Genesis which lead to Catholic Doctrines.These are usually events. For example.
The creation of our universe. The creation of the animal kingdom. The unique
creation of humans which established the unique relationship between Divinity and
humanity. The clarification of specific terms for a relationship between a divine being
and a non-divine being. The appearance of Satan and his temptation. Adam yielding
to Satan and the results.

All of the above events occurred in time and space; therefore, we can consider them
real.

One definition of time: the measured or measurable period during which an action, process, or condition exists or continues.merriam-webster.com/dictionary/time

Time consists of past, present, and future regarded as a whole. Even when we do not have specific dates, if we know that an event took place some at some point (time) in the past, we can consider that the event is real.

Space is easier to understand because it is all around us except when we are looking for a parking space. If we know that an event took place on our earth or on the moon, we can consider that the event is real. Question? Is a literal explanation of that event a truth?

Time and space is found in our material world. Catholicism teaches that in addition to our material world, there is the spiritual world.

Question? When we apply the word literal to the first three down-to-earth chapters of Genesis, are we saying that what is literal is true? We need to take another look at the original post 13 position. “The Church does not teach Genesis to be literal.” On the other hand, the Catholic Church believes that it teaches the truth which flows from the first three amazing chapters of Sacred Scripture. Questions? Is that truth literal? Is truth automatically literal in time and space?

I learned from my Dad that it is a waste of time to :banghead:
Then, he would say to take time to look for a different path around the obstacle. In my humble opinion, our first path is to find the Catholic truths which leap from the first three informational chapters in Genesis. I also suspect that we should check out a few of the non-literal descriptions expressing real events. It is raining cats and dogs, for example.


#20

Fair enough, but I don’t think that this is a reasonable definition in this context, nor is the assertion that “literal” implies “real” (as in “historically accurate”, which is what I’d guess you’re attempting to say by your recourse to “real” here).

In general, it is certain verses, not all verses, in the first three basic chapters of Genesis which lead to Catholic Doctrines.These are usually events.

Yes, this makes sense, since the genre here is “narrative.” Naturally, narratives tell stories through sequences of events.

The appearance of Satan and his temptation. Adam yielding to Satan and the results.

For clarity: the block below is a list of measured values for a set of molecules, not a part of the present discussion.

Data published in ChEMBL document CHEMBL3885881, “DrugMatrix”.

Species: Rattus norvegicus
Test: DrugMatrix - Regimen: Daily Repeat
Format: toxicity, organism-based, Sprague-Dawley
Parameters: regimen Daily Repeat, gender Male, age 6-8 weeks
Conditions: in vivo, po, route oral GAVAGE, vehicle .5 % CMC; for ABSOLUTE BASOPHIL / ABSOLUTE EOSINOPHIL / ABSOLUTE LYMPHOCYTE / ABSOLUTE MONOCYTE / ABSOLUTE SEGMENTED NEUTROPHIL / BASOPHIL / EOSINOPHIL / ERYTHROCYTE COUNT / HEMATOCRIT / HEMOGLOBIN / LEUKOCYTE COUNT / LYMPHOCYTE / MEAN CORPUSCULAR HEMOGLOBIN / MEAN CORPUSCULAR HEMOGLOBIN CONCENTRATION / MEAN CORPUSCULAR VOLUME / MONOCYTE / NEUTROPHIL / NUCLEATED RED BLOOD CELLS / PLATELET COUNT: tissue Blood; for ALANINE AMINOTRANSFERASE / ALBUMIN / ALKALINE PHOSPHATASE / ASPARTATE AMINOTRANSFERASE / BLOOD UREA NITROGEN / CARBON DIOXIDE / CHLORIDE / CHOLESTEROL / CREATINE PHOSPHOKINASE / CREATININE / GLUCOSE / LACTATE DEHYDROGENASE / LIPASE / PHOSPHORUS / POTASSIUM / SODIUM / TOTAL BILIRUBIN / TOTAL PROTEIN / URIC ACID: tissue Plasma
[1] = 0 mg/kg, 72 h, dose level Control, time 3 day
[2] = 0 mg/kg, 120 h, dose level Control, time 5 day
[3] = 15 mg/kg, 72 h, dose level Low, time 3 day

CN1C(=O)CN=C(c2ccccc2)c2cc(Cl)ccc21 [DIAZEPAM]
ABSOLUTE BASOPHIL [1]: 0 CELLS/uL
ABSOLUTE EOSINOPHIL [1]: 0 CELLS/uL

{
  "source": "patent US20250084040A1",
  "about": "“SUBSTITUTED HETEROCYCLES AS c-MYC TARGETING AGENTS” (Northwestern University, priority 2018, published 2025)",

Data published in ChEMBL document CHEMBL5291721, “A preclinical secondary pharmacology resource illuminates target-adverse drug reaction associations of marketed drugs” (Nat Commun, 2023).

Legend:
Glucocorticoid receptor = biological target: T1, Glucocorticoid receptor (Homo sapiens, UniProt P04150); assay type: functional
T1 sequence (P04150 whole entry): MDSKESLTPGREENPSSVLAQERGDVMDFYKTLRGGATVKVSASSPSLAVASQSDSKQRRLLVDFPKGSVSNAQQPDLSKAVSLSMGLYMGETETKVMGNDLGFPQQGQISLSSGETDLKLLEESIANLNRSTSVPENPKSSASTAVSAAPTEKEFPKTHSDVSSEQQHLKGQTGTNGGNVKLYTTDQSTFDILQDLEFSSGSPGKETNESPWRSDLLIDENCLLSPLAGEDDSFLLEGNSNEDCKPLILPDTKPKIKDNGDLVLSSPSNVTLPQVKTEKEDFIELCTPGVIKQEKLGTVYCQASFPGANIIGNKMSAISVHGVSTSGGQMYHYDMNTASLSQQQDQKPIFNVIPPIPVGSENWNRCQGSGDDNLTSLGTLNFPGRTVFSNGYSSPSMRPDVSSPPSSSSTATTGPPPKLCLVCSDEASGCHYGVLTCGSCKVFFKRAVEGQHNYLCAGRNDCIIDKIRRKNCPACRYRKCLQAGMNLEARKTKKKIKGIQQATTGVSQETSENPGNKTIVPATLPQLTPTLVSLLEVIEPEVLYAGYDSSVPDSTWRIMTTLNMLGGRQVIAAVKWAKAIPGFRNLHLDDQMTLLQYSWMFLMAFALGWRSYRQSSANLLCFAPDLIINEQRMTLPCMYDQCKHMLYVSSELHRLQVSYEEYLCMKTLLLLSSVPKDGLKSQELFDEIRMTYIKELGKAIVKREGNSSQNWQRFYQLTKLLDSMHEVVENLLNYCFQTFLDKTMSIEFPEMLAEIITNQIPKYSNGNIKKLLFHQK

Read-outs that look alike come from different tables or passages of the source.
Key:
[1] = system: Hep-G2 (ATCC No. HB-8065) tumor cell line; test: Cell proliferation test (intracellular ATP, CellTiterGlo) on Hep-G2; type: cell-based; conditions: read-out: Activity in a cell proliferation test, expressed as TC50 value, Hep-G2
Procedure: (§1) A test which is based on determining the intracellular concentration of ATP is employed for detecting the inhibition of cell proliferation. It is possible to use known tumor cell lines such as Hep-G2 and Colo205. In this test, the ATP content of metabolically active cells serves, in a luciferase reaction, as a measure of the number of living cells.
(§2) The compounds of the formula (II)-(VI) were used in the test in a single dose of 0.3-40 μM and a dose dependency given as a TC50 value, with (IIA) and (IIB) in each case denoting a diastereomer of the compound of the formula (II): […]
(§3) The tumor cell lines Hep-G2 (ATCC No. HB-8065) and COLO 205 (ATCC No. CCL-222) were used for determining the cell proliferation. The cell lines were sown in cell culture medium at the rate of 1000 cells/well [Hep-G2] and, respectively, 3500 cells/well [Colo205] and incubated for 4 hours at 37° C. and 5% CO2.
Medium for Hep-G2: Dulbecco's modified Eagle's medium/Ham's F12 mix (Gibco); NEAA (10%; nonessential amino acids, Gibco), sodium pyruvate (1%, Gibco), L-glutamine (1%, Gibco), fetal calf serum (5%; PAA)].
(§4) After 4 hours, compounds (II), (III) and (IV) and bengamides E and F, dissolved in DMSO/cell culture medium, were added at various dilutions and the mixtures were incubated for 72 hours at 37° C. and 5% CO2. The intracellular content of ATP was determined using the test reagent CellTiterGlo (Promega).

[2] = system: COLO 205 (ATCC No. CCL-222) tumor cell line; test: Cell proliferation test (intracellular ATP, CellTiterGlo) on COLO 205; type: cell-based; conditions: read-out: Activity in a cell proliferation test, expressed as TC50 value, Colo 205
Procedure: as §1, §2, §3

If you want to stick to the words on the page, you’ll have to abandon the “Satan” interpretation – after all, Satan never appears in this narrative. If, on the other hand, you’re claiming that “the serpent” means “Satan”, then you’ve already conceded the game: you’ve conceded the presence of allegory (i.e., the “serpent as allegory for Satan”) in the narrative. :wink:

All of the above events occurred in time and space; therefore, we can consider them real.

This works if you’ve already proven that you’re talking about a historical narrative. If you’re trying to prove a historical narrative, then you can’t presume what you’re attempting to prove – that’s the logical fallacy known as “begging the question.”

Your argument from the perspective of “time” makes the same logical error. :shrug:

the Catholic Church believes that it teaches the truth which flows from the first three amazing chapters of Sacred Scripture. Questions? Is that truth literal? Is truth automatically literal in time and space?

It is possible to describe “literal” truth without recourse to “literal” historical narrative. The former doesn’t imply the presence of the latter.

In my humble opinion, our first path is to find the Catholic truths which leap from the first three informational chapters in Genesis.

Agreed. The attempt to assert that the first three chapters of Genesis only tell symbolic truth because they use figurative language is the flip side of the error that asserts that because literal truth is present, literal historical narrative must be the mode of its expression.

I also suspect that we should check out a few of the non-literal descriptions expressing real events. It is raining cats and dogs, for example.

Yes, but it’s important to recognize that the assertion isn’t that there are figurative expressions within a historical narrative; rather, it’s that the narratives themselves are figurative.